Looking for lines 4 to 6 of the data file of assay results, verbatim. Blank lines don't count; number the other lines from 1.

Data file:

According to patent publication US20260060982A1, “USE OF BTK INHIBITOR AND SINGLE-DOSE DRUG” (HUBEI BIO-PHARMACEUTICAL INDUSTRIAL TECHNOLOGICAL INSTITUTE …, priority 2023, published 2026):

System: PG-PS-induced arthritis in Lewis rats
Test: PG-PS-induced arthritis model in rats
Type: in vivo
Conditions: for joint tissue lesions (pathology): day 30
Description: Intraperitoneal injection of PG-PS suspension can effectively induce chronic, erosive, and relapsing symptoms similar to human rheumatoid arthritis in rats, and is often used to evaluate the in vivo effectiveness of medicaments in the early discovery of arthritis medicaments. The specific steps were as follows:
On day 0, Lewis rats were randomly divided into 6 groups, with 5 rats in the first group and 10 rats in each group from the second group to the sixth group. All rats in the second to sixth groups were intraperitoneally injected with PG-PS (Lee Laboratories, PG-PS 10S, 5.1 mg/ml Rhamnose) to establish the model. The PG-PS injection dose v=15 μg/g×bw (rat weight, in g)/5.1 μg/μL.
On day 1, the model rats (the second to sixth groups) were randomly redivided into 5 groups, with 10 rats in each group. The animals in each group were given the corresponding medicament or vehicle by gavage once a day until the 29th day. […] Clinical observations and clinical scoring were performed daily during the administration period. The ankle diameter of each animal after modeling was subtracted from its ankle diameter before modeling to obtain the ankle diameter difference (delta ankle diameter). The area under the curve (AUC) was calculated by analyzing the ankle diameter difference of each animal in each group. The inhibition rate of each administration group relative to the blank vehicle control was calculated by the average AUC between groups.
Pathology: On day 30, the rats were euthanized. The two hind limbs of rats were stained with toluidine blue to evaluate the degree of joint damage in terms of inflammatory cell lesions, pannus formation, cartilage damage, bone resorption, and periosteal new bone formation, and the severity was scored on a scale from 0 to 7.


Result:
Type: in vivo
Conditions: for joint tissue lesions (pathology): day 30
Description: Intraperitoneal injection of PG-PS suspension can effectively induce chronic, erosive, and relapsing symptoms similar to human rheumatoid arthritis in rats, and is often used to evaluate the in vivo effectiveness of medicaments in the early discovery of arthritis medicaments. The specific steps were as follows: